• That's why I decided to check out the Instant Heart Rate to find out if Android phones can be trusted with our health. (androidpit.com)
  • Yesterday, when I was browsing in health and fitness section of Android Marketplace I found an application which captures your heart beat rate (HBR) through phone without the use of any external hardware requirement. (blogspot.com)
  • Similar thresholds had been adopted by the American Heart Association for adults who are 18 years and older, but in November 2017 the American Heart Association announced revised definitions for blood pressure categories that increased the number of people considered to have high blood pressure. (wikipedia.org)
  • The aim of this study was to determine the association between HRT and HRV parameters and the relationship between HRT parameters and heart rate and number of ventricular premature beats (VPBs) used to calculate HRT parameters. (ovid.com)
  • 1. Disorders of the autonomic nervous system are frequently diagnosed by measuring heart rate changes in response to deep-breathing and lying-to-standing manoeuvres. (portlandpress.com)
  • Knowing your heart rate zone reminds you to maintain a proper level of exercise intensity. (harvard.edu)
  • A good way to maintain your level of moderate intensity is with heart rate training, where you exercise at 60% to 75% of your maximum heart rate. (harvard.edu)
  • Starting an exercise session with an aerobic warm-up and moving up to higher exercise levels reduces initial stress to muscles, including the heart, according to Duane Knudson, kinesiology professor at California State University, Chico. (livestrong.com)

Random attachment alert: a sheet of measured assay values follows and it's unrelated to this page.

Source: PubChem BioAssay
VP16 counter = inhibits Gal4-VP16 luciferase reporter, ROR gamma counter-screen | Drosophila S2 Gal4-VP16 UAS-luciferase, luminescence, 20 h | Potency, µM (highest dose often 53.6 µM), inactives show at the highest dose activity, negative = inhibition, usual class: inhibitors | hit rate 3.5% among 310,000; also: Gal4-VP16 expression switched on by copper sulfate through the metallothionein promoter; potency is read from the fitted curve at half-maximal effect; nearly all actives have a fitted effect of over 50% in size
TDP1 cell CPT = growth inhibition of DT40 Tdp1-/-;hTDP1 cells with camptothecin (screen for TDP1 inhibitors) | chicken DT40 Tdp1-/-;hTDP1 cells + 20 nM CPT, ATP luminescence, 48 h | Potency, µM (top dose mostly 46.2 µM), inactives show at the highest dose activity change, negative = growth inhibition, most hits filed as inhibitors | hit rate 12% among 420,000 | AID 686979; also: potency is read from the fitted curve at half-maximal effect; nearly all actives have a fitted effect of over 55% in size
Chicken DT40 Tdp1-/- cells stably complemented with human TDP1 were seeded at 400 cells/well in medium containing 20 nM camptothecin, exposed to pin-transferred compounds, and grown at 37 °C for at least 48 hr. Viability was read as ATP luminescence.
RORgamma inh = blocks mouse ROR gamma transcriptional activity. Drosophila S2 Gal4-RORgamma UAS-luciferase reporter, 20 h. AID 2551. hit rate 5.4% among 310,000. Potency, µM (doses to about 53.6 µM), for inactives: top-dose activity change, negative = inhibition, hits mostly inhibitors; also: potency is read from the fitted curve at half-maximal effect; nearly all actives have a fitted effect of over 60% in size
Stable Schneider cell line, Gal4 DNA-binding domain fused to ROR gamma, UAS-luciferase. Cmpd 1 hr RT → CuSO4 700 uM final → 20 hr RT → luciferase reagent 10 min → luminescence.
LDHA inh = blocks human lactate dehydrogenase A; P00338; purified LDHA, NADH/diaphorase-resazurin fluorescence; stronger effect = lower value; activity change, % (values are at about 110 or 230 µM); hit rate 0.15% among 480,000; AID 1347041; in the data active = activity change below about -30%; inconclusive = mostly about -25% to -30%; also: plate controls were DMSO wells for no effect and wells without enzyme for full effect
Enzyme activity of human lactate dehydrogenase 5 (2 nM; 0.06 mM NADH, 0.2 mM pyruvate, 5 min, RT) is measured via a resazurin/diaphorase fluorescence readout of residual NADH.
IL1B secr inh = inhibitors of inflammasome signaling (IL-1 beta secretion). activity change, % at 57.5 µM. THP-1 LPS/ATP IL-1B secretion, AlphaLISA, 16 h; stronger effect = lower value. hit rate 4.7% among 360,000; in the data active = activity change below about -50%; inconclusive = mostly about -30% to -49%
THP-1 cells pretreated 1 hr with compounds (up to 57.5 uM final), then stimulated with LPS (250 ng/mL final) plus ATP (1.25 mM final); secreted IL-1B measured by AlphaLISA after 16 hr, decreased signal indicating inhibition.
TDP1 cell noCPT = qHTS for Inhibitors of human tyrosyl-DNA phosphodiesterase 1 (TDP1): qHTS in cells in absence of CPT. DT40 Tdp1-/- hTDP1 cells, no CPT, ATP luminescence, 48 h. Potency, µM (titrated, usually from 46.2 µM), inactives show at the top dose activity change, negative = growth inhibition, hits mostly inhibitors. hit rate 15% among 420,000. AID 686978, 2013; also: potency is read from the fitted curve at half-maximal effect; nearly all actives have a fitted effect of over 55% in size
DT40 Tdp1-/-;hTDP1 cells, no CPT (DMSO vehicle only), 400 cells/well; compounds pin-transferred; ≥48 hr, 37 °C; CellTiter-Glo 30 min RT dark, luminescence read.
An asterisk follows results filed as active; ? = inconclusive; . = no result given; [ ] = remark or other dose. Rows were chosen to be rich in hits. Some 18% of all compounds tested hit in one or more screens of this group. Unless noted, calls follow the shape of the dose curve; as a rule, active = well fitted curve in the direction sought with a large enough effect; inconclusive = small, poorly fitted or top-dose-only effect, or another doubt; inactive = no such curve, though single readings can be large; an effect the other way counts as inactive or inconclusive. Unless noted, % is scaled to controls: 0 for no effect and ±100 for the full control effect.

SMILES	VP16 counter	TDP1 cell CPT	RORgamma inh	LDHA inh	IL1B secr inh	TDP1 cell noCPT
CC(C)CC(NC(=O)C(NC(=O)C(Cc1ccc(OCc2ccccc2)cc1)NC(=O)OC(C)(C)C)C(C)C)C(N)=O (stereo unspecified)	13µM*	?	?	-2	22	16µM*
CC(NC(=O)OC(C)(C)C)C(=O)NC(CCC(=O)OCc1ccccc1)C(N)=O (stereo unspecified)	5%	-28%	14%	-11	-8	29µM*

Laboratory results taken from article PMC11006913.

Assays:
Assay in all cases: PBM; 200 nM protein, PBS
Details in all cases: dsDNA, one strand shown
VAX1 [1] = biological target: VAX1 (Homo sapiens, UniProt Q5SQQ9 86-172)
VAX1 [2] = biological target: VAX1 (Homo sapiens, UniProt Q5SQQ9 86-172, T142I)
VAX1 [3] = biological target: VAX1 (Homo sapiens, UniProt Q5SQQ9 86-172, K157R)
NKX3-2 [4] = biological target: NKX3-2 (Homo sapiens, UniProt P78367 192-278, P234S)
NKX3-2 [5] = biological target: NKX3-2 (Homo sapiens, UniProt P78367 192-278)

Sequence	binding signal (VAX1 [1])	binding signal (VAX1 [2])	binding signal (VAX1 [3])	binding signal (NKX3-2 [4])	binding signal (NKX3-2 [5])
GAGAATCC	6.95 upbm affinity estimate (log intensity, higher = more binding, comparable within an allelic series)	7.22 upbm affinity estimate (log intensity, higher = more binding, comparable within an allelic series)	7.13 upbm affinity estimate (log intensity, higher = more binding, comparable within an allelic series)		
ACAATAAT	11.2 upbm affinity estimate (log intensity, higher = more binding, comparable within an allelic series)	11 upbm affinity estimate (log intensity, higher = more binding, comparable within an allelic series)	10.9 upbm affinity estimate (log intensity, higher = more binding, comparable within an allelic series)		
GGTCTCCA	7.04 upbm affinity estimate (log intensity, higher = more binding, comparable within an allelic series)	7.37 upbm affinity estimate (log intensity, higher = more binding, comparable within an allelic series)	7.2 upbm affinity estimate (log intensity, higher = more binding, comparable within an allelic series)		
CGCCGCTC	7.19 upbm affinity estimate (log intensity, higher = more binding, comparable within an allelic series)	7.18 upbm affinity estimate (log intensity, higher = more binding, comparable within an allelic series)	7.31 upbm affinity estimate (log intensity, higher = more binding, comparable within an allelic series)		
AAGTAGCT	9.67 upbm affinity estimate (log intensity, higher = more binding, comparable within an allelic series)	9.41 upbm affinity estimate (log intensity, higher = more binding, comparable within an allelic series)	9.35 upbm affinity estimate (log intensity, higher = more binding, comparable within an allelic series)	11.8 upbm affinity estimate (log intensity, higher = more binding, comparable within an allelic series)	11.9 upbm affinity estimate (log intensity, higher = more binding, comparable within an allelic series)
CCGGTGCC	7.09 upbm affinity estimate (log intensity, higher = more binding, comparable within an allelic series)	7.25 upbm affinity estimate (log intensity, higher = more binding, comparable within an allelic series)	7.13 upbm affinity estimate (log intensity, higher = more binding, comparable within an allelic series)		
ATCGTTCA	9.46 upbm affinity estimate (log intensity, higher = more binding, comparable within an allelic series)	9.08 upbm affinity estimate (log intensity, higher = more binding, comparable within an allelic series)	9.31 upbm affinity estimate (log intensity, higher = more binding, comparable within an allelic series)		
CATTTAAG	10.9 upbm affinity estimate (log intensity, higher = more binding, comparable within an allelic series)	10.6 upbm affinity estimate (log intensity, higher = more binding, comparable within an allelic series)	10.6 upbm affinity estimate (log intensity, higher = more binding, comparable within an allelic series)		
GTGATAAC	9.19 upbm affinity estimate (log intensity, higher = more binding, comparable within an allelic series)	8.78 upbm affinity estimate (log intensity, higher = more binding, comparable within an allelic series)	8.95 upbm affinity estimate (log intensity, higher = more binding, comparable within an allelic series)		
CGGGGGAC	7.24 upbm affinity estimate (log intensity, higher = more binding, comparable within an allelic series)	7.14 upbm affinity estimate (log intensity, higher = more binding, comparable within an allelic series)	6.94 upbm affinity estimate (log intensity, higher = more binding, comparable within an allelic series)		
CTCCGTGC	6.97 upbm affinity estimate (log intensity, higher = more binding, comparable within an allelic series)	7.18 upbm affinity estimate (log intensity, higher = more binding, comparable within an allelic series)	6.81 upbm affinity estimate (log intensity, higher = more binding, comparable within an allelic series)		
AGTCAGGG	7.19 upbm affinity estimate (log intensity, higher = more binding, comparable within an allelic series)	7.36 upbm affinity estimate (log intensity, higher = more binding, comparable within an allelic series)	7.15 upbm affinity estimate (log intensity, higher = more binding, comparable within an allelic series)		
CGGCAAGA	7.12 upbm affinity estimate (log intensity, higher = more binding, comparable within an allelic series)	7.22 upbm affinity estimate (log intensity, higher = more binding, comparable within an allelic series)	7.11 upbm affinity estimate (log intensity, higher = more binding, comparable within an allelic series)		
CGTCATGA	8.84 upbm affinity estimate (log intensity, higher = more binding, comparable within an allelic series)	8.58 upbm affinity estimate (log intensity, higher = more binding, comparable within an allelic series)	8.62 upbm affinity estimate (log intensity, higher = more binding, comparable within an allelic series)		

• Heart rate data can be really useful whether you're designing an exercise routine, studying your activity or anxiety levels or just want your shirt to blink with your heart beat. (com.pk)
  • Idiopathic inflammatory myopathies involve skeletal muscles and can be associated with interstitial lung disease and/or heart dysfunction, which may reduce exercise capacity. (springer.com)
  • In conclusion, impaired DLCO due to interstitial lung disease was suggested to be a fundamental parameter affecting exercise capacity, in addition to heart involvement, in patients with idiopathic inflammatory myopathies. (springer.com)
  • Use Heart rate app for optimizing your exercise and to track your progress. (cnet.com)
  • Turbo Beat classes provide the equipment, structured workouts and motivation to help you maximize intense fitness efforts. (eventbrite.co.uk)
  • With customised heart rate and motion monitoring, you can more accurately track your calorie burn during your toughest interval training workouts. (apple.com)
  • Take control of your goals by using ChargeHR to record your workouts and track all-day activity like heart rate, steps, distance, calories burned, stairs climbed and active minutes. (fitbit.com)
  • Faster the heart beats more will be the pressure with which blood circulates. (healthcaremagic.com)
  • It delivers small electrical impulse which stimulates the heart to beat faster when it is going too slow. (heart-disease-treatments.com)
  • Working out in hot conditions can result in making it easier to maintain a faster pace and cause perceived exertion to drop, higher blood plasma volume, increased sweat rate, decrease in salt in sweat, reduced heart rate at a given pace and temperature, and a quicker onset of sweating but these changes are noticeable only after about 2 weeks of heat exposure. (nowfoods.com)
  • A baby girl's heart rate is usually faster than a boy's, but only after the onset of labor. (kidshealth.org)
  • mean age 62 years) with coronary artery disease, a 24-hour ECG Holter monitoring was performed to calculate mean heart rate (RR interval), number of VPBs, time- and frequency-domain HRV parameters and two HRT parameters: turbulence onset (TO) and turbulence slope (TS). (ovid.com)
  • Calculate your desired target heart rate zone - the level at which your heart is being exercised and conditioned but not overworked. (shanrentech.com)
  • Also, remember that if you're not able to carry on a conversation at any time while exercising, the intensity may be too much, no matter what your optimal heart rate zone," says Dr. Baggish. (harvard.edu)
  • If you have difficulty staying in your zone for 30 minutes, do intervals: Slow your pace for a few minutes, and then increase the intensity until you reach your target heart rate zone again. (harvard.edu)